Taking our cue from the context (2) learning to improvise like Philip

“Philip ran over and heard the man reading from the prophet Isaiah. Philip asked “Do you understand what you are reading?”

This exchange occurs in Acts 9 (v30). At first reading i presumed that Philip could see that the Man was reading something, but now, the Man, an Ethiopian, was clearly reading out loud. Maybe thats what they did in their chariots in the desert, or maybe he was reading it to his servants in the chariot itself.

Two disciples were walking down the road, as they walked along they were talking about the miraculous things that had happened, as they spoke Jesus suddenly appeared to them, and asked “what are you discussing so intently as you walk along?”  This is the first exchange in the conversation between the disciples on the Emmaus road, as recollected by the disciples in Luke 24.

Previously i wrote about taking our cues from the Context , and this was more of a discussion of the political, structural settings of detached work, in theatrical terms, what could be called the conditions of the stage on which to perform. Yet once on that stage we have an obligation to perform – but how?

In taking seriously a call to improvise beyond the fourth wall, where do we start? well – yet again, we start by taking a cue from those already involved in the action. If someone is reading, ask them about it, thats what Philip did, if people are talking already – ask them to describe it, or reflect on it- thats what Jesus did with the two disciples.  A starting point is to hear the conditions and concerns of those already in that environment. Its not about gaining trust, more about finding young peoples concerns interesting, and validating them, and their perspective of them.

When we want to be liked, and sometimes entertaining we, as detached workers, can forget this, but at least we put ourselves out there to hear the real beating of the heart of the young people, their real questions, their real struggles, each one different, each perspective a version  of truth.

In going back to Philip in Acts 9 – the response of the Ethiopian to Philips question is “How can i unless some instructs me?” and he urged Philip to go and sit in the carriage.

It was only at that point that the Ethiopian was ready to be taught and guided about what he was reading, it was at that point where he invited Philip into his personal space, but Philip was out of his comfort zone, in the carriage of Ethiopian, being ready to try and guide. This was only brought about because of Philips original concern, the shaping and tone of the original question – the question that gave meaning to the activity of the ethiopian, and desire to meet him in thought in that same space, to see what he was thinking not just reading.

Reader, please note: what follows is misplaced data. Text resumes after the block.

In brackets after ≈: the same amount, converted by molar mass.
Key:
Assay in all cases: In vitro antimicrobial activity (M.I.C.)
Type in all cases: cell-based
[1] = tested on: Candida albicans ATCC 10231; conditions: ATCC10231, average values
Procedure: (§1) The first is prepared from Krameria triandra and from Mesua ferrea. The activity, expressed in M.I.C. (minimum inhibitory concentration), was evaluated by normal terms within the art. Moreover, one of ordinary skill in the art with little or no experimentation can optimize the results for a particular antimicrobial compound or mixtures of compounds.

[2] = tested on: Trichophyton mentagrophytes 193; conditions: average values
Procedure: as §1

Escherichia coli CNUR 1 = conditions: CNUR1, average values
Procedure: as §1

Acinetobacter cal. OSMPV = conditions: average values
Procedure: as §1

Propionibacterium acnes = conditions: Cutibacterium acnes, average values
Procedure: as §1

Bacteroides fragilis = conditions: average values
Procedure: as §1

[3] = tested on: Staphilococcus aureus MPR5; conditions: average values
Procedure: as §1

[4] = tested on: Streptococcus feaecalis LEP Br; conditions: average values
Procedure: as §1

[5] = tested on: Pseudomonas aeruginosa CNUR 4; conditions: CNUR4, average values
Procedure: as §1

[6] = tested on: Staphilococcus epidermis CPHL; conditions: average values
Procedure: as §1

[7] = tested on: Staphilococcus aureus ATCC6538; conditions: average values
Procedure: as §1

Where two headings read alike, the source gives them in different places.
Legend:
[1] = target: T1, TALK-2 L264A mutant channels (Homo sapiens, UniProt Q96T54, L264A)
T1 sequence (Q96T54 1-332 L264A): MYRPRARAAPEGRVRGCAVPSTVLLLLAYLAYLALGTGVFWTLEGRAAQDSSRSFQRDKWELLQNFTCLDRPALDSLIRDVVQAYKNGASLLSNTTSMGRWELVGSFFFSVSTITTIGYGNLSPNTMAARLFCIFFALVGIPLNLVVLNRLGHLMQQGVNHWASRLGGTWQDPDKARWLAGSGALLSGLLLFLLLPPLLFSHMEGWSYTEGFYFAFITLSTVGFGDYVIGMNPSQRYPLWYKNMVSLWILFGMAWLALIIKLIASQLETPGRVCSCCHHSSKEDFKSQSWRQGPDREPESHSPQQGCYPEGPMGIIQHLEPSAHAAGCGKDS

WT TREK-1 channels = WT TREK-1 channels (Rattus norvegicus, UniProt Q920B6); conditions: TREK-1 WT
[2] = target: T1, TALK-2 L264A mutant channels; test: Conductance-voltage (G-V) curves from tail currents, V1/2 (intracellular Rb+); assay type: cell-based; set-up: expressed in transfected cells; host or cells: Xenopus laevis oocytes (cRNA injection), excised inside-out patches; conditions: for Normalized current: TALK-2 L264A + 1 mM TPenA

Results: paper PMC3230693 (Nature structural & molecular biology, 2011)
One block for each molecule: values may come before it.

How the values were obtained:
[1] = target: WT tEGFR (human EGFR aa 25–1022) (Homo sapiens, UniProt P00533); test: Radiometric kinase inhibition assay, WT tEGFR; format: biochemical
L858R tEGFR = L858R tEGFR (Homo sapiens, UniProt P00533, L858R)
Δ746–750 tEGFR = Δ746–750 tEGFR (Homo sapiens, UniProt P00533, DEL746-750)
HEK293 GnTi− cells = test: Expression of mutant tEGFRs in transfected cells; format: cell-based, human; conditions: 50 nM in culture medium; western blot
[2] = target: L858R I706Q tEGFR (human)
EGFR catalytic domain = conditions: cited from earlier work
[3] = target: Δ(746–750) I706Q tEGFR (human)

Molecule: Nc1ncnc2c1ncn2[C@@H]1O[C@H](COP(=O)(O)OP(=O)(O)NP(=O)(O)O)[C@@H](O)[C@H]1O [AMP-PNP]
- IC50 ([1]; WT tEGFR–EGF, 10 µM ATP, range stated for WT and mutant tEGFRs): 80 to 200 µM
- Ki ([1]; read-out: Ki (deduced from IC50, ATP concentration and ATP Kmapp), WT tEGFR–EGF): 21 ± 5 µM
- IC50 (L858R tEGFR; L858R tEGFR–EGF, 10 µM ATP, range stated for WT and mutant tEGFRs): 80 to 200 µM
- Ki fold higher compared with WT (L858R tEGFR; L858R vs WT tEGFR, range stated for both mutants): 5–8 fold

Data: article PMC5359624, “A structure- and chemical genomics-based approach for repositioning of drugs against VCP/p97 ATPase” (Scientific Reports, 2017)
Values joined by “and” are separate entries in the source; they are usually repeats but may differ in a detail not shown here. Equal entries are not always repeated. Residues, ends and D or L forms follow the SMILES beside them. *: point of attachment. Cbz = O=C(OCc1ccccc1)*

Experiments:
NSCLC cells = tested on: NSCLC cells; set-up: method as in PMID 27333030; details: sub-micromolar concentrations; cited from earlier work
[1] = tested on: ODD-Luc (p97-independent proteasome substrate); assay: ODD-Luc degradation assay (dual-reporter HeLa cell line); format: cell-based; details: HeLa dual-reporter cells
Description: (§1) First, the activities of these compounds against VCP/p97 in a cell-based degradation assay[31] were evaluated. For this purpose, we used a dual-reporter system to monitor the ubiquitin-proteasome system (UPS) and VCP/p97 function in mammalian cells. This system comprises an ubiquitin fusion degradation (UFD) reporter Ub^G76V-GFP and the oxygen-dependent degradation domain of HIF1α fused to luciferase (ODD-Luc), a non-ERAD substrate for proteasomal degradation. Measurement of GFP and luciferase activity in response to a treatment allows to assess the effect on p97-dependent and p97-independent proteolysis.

If we are to be authentic performers on the stage of the world, our first question with people might need to reflect Philip (and Jesus on the Emmaus road) – in the context of the street, the world – we take our cues from the streets, and we then need to improvise with what it is that young people are thinking or doing.

Philip becomes the instructor, or the guide – but still it is the Ethiopian that shapes the subject, in the question he asks. from ‘How can I understand?- to Tell me who was the prophet talking about himself’ (v34)

Over the last few weeks, a group of young people have asked us repeatedly – “Do we believe in Gays and Lesbians?” – which is a question that could be taken a number of ways – but behind it isnt the issue of belief in their existence, or whether we think that being gay or lesbian is acceptable – but more obviously the young persons thinking about personal concerns and sexual identity. By being there we get to hear that young persons thinking in their own space, in a space where our duty is to enable them to be able to express their thoughts, opinion and judgements.

Coincidently the Ethiopian in the story was also struggling with his own religious identity and belonging because of his publically known sexual condition- he was a Eunuch. Yet though he hadnt found acceptance in the space of the religious festival which he had gone to and was returning from – not because of race, but more likely because of sexuality – the authentic words and the inclusive acts of Jesus as described by Philip enabled the Ethiopian to find community and acceptance.

Improvising in the stage of the street might be a place where people find acceptance and love – despite of their own experiences of religious or educational structures previously. To improvise is to hear, to be asked to guide, to be invited, to realise that this one person, in this one place needs me to be listening to them and validate them as they are there, in that space on that day.

Improvising for Philip wasnt just to ask the right question, appropriate to the immediate context, but also, as he would have known about Jesus’ appearance on the Emmaus road from the other disciples, he didnt copy Jesus ver batum, the two opening questions are different, but they carry the same essence ; I am here, I am interested in what you’re thinking, can i ease your confusion by being available to listen, trust me to try and be able to. Philip re-enacted appropriately the same opening moments, it wasnt a scripted copy, but an authentic performance in a new context, learning from the essence of his master.



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